If he's the best, I dread to think what the rest are like. Oh no, we already know that - they're all yes-men, who won't rock the boat because they'd still be underminister for household plants or god-knows-what if it wasn't for their being picked out of obscurity by a Prime Minister so desperate to disassociate himself and spite his former cabinet colleagues.

Gordon was only supposed blow the bloody doors off, not obliterate the government!

An election won't happen because it'll be a disaster. For them. After all, a Cabinet minister's first duty is to himself, and country second, right? I despise the Labour party, but i'd much rather have Blairites than Brown-nosers.

Also, what do people think of JK Rowling's 'donation' of 1 million to the Labour Party over the weekend? Will we be seeing Baroness Rowling of Hogwarts soon?

Web Rider
09-23-2008, 12:39 AM
That reminds me of that advert with the cartoon who 'doesn't do politics'. Trust me, one day you will care who's in power - because they'll be trampling over your civil rights or whatever else.

you mean like right now?

And thats why its a good law to make go to the VOTE.

In Belgium you have to go and "report", else you risk a nice healthy fine or even prison without giving up a good reson not to vote.

Might seem oppressive, but you can still vote blank or color in the whole paper to make it "false".


Not in Aussieland you can't. You have to actually VOTE for something, someone, write-ins are OK I think, but you can't mess up your ballot on purpose, besides, when electronic voting gets bigger, you won't be able to do that anyway.

Oh yeah, and because everyone is required to vote, the "Sex Drugs and Rock&Roll party" just got elected 'cause everyone under 25 was feeling like having a good laugh on voting day.

[quote]I think its a good system as you at least stop and think before you vote blank.

hah, no, the law says you have to vote, not think.



I guess that's one thing I really love about the States, elections are every 4 years regardless. And then there's the midterms but I'll ignore that for now. Canada must have elections every 5 years at least. I dunno if Britain has a similar law, but perhaps now's a good time to do so. Even if it's every 6 years or something, if you like who's in power, just vote them to stay in, but at least it gives you a fixed date at which you KNOW you can remove them instead of waiting for government to decide it needs to unelect itsself.

Pavlos
09-23-2008, 07:35 AM
Not in Aussieland you can't. You have to actually VOTE for something, someone, write-ins are OK I think, but you can't mess up your ballot on purpose, besides, when electronic voting gets bigger, you won't be able to do that anyway.
I think that under UK electoral laws and whatnot a spoiled ballot is a legal vote and has to be counted. So I would imagine there'd be an option in an electronic vote (as weird as clicking "Vote: Spoil Ballot" would be...).

If there are enough ballots struck through to gain a majority then its a pretty resounding vote of dissatisfaction with the system. People who say they won't vote because it won't make a difference should spoil their ballots and make sure their dissatisfaction is registered.

I guess that's one thing I really love about the States, elections are every 4 years regardless. And then there's the midterms but I'll ignore that for now. Canada must have elections every 5 years at least. I dunno if Britain has a similar law, but perhaps now's a good time to do so. Even if it's every 6 years or something, if you like who's in power, just vote them to stay in, but at least it gives you a fixed date at which you KNOW you can remove them instead of waiting for government to decide it needs to unelect itsself.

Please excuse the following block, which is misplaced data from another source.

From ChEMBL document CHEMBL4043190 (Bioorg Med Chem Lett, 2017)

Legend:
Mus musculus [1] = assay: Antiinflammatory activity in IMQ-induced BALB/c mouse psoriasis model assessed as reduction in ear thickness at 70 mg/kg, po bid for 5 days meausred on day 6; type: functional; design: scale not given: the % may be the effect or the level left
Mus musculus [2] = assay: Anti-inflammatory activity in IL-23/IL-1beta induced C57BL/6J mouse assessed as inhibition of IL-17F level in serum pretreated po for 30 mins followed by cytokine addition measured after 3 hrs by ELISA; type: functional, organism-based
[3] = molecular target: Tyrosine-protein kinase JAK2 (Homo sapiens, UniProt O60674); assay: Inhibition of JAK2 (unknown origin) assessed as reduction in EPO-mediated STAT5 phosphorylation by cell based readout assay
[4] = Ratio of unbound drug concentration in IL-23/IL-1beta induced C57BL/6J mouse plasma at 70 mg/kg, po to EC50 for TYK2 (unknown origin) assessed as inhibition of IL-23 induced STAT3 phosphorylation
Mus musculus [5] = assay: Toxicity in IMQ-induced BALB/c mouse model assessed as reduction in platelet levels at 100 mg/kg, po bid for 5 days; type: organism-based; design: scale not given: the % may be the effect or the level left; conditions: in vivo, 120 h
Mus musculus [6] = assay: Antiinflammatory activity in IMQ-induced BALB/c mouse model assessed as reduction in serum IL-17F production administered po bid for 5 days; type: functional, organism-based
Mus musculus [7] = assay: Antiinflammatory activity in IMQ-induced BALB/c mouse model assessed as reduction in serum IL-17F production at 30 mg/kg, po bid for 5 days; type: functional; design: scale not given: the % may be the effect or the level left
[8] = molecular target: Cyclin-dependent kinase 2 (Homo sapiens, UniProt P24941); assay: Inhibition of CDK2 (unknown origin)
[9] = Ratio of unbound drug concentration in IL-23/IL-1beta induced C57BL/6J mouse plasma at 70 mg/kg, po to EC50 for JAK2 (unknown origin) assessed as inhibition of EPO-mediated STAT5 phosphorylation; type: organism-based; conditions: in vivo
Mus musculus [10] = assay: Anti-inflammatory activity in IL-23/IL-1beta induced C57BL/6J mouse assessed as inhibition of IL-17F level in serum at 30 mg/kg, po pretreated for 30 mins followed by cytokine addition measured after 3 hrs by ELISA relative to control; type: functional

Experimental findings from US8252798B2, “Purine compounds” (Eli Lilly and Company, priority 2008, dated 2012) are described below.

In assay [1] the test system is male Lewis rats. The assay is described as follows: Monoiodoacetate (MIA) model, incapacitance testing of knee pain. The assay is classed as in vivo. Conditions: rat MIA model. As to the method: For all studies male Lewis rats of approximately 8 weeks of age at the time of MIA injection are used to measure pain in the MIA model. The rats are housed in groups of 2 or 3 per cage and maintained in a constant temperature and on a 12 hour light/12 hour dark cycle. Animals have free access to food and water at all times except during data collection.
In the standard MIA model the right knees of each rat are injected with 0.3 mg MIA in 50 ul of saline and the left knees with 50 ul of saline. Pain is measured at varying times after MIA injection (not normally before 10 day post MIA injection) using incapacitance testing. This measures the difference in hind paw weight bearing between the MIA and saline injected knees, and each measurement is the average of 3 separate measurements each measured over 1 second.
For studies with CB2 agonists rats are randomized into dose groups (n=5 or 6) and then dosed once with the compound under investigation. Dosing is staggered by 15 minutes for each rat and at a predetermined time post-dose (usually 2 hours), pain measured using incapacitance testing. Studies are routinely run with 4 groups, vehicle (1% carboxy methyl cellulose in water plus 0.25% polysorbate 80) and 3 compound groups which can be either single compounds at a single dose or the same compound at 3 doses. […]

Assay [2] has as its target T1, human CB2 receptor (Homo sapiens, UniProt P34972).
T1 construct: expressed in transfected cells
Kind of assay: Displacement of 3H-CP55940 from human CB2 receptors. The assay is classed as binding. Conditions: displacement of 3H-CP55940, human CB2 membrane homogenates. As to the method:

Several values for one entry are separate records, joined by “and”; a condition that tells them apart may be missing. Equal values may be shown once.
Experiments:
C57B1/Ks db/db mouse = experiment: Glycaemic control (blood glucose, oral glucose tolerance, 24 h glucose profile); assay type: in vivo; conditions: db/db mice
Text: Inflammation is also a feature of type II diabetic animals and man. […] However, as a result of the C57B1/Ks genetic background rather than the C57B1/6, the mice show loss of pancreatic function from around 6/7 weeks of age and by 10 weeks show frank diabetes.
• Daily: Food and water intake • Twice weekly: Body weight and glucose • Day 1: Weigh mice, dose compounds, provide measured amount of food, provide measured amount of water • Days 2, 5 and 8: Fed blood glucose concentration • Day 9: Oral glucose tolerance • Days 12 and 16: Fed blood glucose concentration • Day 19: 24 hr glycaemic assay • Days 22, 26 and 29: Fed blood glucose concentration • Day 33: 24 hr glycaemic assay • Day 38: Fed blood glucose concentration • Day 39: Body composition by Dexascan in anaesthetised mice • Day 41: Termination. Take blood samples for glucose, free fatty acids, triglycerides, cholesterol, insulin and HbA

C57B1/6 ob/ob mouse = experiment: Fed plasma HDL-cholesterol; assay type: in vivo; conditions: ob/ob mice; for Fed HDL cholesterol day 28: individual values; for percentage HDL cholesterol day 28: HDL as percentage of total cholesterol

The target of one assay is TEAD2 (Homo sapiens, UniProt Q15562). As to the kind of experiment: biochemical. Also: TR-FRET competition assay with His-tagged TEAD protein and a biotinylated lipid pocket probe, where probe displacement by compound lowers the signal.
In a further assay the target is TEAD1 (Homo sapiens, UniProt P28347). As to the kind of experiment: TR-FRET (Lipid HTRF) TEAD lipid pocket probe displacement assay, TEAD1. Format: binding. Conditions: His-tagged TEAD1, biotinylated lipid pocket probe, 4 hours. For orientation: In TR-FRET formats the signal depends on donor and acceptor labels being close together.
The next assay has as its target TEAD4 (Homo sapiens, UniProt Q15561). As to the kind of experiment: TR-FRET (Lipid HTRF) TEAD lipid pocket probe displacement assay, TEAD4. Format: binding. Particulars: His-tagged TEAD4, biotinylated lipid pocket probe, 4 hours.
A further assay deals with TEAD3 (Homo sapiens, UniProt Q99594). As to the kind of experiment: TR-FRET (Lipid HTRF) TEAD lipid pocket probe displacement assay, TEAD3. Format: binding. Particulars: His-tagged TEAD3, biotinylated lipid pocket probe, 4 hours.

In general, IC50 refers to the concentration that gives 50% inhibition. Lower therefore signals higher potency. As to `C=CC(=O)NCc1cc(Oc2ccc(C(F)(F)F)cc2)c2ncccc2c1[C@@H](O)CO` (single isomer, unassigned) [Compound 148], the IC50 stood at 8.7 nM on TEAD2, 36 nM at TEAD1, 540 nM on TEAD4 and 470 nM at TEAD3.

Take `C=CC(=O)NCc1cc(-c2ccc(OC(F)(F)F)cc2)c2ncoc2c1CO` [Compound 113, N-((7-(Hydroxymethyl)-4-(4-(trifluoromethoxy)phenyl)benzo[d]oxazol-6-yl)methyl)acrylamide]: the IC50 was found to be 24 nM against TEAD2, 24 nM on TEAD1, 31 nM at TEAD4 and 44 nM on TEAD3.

The term is five years in length but the Prime Minister (and the Commons if they successfully cast a vote of no confidence) has the power to call a general election earlier than that. Generally, we get an election every four years; it's rare for a government to use up the full five years but I imagine Mr. Brown will want to cling on to Number 10 for as long as possible.

SW01
09-23-2008, 08:02 AM
Yes, I believe Brown should go. For all his years as a successful (for which read 'lucky') Chancellor, he is now leading us into an abyss. The man doesn't seem to have a real stance on anything, much less the will - or personality to enforce it. Any policies he has are just leftovers from the Blair leadership.

We have seen a successful vote of no confidence before. If Brown keeps going as he is, he is likely to end up with back-bench revolution. Though, the likelihood of the government party supporting such a vote without a strong alternative leadership candidate is slim. Have no doubt that the rest of the Commans could be coerced into following the no confidence vote, but without backbench government dissent, it is doomed to failure.

That, however, does not ensure any security for Brown. A candidate could be drawn from Labour's ranks, possibly one of the other Blair ministers that didn't get a chance to run. Though not as eminently recognisable, perhaps, as Brown or Blair, they may consider the Lord Chancellor and former Minister for Foreign Affairs, Jack Straw, who seemed to manage to avoid irritating the public too much.

It would still require a great deal of work for the party to increase the public profile and popularity of a candidate. I'm not sure that any new potential leader would have a chance of catching up to Cameron.

I think it must be concluded that if any election were to take place now, whether by Brown's decision or no confidence, the Tories would win quite decisively. Labour will know that better than I do. Thus, until what I said above happens, expect Brown's bumbling to continue.

In my opinion, he should have called that snap election when he was briefly ahead in the polls. Not that I have any love for the Labour party.

But, of course, he could be removed and replaced by his party without an election, as in the case of the Iron Lady, Baroness Thatcher. Though what does that say for democracy? It was bad enough when Blair left and 'nominated' Brown to lead. That was his masterstroke, I think. He is the ex-PM who led Labour for a decade, then stepped down. Brown is the leader who will end the party's majority. Nicely done, Tony.